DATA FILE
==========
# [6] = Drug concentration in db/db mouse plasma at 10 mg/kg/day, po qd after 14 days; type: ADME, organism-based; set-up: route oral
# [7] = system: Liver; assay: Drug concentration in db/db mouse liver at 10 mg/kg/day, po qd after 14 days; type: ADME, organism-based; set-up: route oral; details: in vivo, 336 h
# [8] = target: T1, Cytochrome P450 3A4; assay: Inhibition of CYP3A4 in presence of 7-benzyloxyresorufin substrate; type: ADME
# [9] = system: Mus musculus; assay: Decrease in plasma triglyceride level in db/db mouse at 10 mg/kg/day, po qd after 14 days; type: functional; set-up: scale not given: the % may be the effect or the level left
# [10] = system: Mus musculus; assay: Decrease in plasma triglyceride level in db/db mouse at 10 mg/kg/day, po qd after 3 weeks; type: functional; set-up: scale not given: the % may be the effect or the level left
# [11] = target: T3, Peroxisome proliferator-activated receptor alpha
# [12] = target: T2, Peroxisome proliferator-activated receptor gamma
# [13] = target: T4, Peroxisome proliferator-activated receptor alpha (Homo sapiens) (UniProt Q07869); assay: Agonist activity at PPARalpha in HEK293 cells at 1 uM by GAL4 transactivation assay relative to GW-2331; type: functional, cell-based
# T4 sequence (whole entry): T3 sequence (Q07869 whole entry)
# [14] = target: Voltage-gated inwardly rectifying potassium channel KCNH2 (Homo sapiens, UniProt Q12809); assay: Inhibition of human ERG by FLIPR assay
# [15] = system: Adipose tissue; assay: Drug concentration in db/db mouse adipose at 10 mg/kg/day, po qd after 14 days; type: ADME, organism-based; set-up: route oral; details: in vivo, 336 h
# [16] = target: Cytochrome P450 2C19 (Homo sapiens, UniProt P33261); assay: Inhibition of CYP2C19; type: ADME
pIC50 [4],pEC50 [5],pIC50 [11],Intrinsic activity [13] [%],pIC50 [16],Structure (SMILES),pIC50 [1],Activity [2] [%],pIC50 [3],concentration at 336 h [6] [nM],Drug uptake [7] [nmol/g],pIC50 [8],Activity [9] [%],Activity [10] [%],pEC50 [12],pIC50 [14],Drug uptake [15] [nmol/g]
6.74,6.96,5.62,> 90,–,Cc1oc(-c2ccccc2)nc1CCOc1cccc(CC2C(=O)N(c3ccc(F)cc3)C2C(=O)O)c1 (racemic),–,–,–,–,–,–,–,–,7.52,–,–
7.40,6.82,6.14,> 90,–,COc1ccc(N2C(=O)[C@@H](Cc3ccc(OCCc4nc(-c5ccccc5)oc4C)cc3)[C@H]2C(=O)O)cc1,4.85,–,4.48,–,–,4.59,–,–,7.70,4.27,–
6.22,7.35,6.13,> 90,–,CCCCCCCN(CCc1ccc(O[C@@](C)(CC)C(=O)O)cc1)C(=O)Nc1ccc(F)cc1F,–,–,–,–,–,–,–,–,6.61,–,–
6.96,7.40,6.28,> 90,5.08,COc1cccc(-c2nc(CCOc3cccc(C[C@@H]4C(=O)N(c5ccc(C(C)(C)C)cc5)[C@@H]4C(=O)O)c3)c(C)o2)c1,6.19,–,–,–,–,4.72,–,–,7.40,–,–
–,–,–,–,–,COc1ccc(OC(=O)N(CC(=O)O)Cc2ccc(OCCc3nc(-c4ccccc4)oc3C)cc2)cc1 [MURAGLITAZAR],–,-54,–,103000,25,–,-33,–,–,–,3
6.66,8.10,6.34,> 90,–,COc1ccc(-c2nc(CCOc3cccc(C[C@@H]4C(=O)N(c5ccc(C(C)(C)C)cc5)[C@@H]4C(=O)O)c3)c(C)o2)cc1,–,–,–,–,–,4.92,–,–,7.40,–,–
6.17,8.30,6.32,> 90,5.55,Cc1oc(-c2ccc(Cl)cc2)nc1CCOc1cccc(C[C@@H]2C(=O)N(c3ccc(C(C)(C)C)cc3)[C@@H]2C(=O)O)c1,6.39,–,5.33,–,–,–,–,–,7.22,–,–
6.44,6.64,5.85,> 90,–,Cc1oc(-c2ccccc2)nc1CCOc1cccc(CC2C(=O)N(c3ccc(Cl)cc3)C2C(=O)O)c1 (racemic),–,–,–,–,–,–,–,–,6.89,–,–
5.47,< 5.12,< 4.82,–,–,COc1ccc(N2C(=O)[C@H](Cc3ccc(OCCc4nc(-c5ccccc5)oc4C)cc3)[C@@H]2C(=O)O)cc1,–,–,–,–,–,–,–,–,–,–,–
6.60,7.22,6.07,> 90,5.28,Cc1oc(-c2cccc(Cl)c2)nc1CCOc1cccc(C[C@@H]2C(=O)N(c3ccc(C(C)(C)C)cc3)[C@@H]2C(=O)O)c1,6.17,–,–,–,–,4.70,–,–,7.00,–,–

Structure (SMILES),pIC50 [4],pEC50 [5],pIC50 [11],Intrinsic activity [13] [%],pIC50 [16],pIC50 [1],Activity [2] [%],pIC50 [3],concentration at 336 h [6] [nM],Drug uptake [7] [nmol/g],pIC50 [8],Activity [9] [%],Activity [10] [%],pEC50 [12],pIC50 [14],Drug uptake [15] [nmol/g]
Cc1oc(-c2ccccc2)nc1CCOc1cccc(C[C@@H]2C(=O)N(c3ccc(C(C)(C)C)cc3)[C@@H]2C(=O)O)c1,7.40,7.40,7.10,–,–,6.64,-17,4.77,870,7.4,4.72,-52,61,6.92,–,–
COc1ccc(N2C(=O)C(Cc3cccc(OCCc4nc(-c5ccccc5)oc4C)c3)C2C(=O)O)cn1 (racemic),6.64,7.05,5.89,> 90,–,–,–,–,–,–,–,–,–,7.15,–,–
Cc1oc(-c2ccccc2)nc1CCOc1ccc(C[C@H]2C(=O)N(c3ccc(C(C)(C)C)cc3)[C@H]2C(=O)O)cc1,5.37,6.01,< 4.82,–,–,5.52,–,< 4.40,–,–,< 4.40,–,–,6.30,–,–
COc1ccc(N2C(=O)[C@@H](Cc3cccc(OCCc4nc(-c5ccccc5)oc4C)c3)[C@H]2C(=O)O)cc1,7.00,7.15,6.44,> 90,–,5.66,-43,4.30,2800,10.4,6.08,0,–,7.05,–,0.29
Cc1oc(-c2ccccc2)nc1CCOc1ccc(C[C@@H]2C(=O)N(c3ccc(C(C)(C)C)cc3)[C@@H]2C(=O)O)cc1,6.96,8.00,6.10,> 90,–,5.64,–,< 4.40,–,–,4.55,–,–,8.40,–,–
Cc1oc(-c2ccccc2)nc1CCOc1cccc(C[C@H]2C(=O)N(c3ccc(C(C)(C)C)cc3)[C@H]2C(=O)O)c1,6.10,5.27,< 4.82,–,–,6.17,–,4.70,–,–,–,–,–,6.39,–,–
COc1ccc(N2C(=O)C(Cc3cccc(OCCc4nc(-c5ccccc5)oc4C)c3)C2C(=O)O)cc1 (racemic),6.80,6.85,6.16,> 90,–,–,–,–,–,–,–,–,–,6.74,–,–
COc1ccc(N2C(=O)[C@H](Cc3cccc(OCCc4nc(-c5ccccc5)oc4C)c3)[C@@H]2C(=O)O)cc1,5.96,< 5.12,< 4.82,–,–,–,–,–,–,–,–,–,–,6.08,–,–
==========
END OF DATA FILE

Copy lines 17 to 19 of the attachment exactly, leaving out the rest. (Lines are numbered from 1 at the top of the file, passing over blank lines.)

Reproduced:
6.96,7.40,6.28,> 90,5.08,COc1cccc(-c2nc(CCOc3cccc(C[C@@H]4C(=O)N(c5ccc(C(C)(C)C)cc5)[C@@H]4C(=O)O)c3)c(C)o2)c1,6.19,–,–,–,–,4.72,–,–,7.40,–,–
–,–,–,–,–,COc1ccc(OC(=O)N(CC(=O)O)Cc2ccc(OCCc3nc(-c4ccccc4)oc3C)cc2)cc1 [MURAGLITAZAR],–,-54,–,103000,25,–,-33,–,–,–,3
6.66,8.10,6.34,> 90,–,COc1ccc(-c2nc(CCOc3cccc(C[C@@H]4C(=O)N(c5ccc(C(C)(C)C)cc5)[C@@H]4C(=O)O)c3)c(C)o2)cc1,–,–,–,–,–,4.92,–,–,7.40,–,–